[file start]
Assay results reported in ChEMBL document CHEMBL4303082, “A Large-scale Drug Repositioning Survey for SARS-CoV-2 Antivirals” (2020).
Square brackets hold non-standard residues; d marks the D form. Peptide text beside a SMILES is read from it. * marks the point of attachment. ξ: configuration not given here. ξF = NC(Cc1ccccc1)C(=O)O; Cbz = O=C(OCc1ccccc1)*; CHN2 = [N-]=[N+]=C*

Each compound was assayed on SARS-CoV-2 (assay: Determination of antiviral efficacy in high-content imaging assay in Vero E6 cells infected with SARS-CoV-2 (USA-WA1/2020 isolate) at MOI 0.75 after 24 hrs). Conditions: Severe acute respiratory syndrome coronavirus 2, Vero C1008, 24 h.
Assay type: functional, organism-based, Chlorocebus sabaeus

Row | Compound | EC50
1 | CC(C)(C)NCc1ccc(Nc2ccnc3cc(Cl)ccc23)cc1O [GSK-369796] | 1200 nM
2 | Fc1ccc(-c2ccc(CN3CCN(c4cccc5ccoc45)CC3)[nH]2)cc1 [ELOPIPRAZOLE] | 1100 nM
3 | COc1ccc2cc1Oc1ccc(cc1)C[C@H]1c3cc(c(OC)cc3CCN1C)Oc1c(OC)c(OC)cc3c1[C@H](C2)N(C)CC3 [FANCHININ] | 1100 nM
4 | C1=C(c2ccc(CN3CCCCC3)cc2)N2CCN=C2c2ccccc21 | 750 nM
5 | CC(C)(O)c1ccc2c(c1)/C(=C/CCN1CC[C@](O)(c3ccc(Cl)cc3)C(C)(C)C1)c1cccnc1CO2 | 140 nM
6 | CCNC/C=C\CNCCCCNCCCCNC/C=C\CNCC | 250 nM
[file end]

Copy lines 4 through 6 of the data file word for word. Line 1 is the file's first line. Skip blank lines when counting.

Assay type: functional, organism-based, Chlorocebus sabaeus

Row | Compound | EC50
1 | CC(C)(C)NCc1ccc(Nc2ccnc3cc(Cl)ccc23)cc1O [GSK-369796] | 1200 nM